The Environmental Protection Agency (EPA) has created a new environmental justice (EJ) mapping and screening tool called EJScreen in order to better fulfill the Agency’s obligations relating to the protection of public health and the environment. It is based on nationally comparable data and a methodology that integrates demographic and environmental variables in maps and reports.
What is EJScreen?
EJScreen is an EPA mapping and screening tool for environmental justice that offers EPA a nationally consistent dataset and method for combining environmental and socioeconomic indicators. Users of EJScreen select a geographic region, after which the tool gives demographic, socioeconomic, and environmental data for the specific geographical area. All of the EJScreen indicators are made available to the general public. Essentially, EJScreen offers a means of displaying statistics and incorporates a technique for integrating environmental and demographic factors into EJ indices.
- 12 environmental indicators
- 7 socioeconomic indicators
- 12 EJ indexes
- 12 supplemental indexes
Development of EJScreen
The presidential Executive Order 12898, Federal Actions To Address Environmental Justice In Minority Populations and Low-Income Populations, instructs all federal agencies to “collect, maintain and analyze information assessing and comparing environmental and human health risks borne by populations identified by race, national origin or income.”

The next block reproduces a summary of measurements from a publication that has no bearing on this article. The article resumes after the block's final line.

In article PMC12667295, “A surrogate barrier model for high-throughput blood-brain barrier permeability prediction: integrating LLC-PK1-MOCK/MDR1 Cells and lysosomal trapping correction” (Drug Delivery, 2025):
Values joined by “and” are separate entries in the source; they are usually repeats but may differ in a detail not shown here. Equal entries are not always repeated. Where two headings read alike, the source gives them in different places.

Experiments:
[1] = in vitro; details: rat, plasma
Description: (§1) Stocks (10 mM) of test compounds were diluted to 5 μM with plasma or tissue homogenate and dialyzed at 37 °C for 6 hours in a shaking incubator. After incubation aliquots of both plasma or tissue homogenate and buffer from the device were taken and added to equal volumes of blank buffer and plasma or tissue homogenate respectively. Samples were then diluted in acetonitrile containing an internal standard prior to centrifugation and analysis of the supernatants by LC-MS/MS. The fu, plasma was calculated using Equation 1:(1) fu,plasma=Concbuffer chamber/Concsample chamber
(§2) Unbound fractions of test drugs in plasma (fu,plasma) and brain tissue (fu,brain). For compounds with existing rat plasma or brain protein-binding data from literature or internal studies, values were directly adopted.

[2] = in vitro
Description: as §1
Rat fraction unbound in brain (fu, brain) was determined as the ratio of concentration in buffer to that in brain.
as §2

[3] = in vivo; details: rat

Since that time, the EPA has used a variety of information resources to assist the agency in complying with the executive order and assessing the potential for disproportionate environmental impacts and other significant environmental justice concerns for populations across the country. EPA has created and used a number of mapping tools, some of which are now available to the public.
EJScreen development began in late 2010, and the EPA started using an early version in 2012. The innovative tool underwent peer review in 2014 and was made accessible to the general public in 2015. EJScreen has been and will continue to be updated annually with the most recent and best data available since its public release.
According to EO 12898 and the objectives of EJ 2020, EPA’s environmental justice strategy plan, EJScreen is meant to help the Agency better fulfill its obligations pertaining to the protection of the environment and public health.
Understanding that EJScreen is not a thorough risk analysis is paramount. It is a screening tool that looks at certain important environmental justice-related concerns, and the data it uses can be ambiguous. Any national screening tool must achieve a balance between the desire for high data quality and national coverage and the desire to include as many important environmental factors as possible given resource constraints.
Many environmental concerns are still missing from comprehensive, national databases. Data on environmental factors such as drinking water quality and indoor air quality, for example, are not available in sufficient quality, coverage, or resolution to be included in this national screening tool. EJScreen cannot provide information on every environmental impact and demographic factor relevant to any location. As a result, for a more complete picture of a location, its initial results should be augmented with additional information and local knowledge whenever possible.
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